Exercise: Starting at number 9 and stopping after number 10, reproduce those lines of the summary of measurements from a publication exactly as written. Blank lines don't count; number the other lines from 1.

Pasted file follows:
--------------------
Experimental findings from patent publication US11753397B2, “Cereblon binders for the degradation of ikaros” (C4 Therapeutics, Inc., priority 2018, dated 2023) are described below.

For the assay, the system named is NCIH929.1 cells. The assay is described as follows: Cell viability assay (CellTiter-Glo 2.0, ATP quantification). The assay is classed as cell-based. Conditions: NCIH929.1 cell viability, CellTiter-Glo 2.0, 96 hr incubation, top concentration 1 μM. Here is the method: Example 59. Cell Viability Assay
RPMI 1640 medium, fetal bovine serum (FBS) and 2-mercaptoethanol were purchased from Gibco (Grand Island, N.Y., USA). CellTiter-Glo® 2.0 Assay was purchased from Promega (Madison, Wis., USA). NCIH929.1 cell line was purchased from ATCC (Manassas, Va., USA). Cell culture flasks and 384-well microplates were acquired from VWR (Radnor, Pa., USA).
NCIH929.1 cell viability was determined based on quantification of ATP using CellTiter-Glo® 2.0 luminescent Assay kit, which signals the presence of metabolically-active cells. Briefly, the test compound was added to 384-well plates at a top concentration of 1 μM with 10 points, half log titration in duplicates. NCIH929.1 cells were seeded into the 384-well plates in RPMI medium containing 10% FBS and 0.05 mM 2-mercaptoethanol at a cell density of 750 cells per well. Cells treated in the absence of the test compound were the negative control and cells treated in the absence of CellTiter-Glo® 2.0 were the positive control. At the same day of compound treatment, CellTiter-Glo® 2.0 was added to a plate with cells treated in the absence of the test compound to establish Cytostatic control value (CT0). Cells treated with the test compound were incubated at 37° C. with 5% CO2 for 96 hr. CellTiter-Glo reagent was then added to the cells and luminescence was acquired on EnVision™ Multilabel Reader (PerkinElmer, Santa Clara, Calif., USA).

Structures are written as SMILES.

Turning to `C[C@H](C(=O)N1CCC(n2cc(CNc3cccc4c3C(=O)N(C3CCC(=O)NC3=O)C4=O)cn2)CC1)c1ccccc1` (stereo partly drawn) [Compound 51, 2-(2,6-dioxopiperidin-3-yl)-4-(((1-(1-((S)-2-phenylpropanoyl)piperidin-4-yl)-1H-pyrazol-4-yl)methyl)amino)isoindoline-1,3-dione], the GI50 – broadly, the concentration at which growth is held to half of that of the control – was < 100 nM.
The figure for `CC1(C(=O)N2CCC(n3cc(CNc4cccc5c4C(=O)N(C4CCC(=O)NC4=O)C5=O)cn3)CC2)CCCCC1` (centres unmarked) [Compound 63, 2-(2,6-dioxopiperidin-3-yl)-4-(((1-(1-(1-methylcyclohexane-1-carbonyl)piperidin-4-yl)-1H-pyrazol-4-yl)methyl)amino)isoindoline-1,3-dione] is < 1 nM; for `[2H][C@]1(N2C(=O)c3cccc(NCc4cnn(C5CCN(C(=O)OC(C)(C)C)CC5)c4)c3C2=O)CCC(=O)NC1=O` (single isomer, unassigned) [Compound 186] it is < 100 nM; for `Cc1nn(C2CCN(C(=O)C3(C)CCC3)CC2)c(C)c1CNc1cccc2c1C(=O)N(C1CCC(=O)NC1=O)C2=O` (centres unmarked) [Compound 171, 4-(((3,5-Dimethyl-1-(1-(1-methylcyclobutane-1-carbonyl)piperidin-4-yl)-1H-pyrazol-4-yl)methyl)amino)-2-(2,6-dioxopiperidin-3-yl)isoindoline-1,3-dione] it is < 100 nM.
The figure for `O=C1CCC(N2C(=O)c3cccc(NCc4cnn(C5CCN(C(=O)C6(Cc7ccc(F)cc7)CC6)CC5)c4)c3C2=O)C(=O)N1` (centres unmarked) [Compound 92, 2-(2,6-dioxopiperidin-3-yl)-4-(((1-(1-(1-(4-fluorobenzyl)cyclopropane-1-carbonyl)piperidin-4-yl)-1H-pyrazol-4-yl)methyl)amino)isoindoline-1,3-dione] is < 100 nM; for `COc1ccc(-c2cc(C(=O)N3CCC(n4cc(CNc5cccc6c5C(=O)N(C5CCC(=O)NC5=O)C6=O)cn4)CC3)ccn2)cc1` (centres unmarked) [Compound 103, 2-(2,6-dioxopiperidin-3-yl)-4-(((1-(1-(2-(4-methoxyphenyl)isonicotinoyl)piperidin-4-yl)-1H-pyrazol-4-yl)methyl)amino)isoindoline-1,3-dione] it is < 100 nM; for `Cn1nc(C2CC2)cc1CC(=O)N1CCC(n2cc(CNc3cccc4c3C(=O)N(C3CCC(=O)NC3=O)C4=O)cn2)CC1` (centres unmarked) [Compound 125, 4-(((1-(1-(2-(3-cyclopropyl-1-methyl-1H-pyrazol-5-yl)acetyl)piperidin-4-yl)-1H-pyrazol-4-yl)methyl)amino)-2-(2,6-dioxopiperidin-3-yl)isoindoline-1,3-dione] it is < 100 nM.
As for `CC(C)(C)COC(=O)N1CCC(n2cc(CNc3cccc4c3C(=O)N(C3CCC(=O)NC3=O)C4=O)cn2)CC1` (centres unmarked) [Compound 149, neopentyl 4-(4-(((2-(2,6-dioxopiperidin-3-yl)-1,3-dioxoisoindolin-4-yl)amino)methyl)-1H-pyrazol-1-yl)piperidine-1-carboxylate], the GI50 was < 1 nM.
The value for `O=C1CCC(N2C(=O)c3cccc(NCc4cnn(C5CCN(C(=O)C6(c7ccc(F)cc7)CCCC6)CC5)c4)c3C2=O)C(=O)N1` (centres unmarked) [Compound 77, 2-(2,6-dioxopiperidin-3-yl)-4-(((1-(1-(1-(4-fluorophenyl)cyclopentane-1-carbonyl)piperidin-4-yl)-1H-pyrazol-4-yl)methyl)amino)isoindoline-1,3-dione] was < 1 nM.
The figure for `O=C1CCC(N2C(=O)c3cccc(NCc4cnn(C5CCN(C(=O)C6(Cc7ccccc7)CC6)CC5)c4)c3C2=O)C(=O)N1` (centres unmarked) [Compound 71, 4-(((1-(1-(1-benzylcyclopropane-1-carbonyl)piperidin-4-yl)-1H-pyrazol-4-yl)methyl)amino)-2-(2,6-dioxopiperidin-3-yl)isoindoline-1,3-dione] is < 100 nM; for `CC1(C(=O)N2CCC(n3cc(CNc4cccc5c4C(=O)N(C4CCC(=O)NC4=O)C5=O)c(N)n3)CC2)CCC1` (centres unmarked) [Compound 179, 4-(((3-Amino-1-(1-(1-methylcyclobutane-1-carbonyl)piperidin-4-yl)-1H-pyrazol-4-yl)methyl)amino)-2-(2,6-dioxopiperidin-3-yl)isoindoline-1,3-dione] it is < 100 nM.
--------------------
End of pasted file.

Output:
As for `CC(C)(C)COC(=O)N1CCC(n2cc(CNc3cccc4c3C(=O)N(C3CCC(=O)NC3=O)C4=O)cn2)CC1` (centres unmarked) [Compound 149, neopentyl 4-(4-(((2-(2,6-dioxopiperidin-3-yl)-1,3-dioxoisoindolin-4-yl)amino)methyl)-1H-pyrazol-1-yl)piperidine-1-carboxylate], the GI50 was < 1 nM.
The value for `O=C1CCC(N2C(=O)c3cccc(NCc4cnn(C5CCN(C(=O)C6(c7ccc(F)cc7)CCCC6)CC5)c4)c3C2=O)C(=O)N1` (centres unmarked) [Compound 77, 2-(2,6-dioxopiperidin-3-yl)-4-(((1-(1-(1-(4-fluorophenyl)cyclopentane-1-carbonyl)piperidin-4-yl)-1H-pyrazol-4-yl)methyl)amino)isoindoline-1,3-dione] was < 1 nM.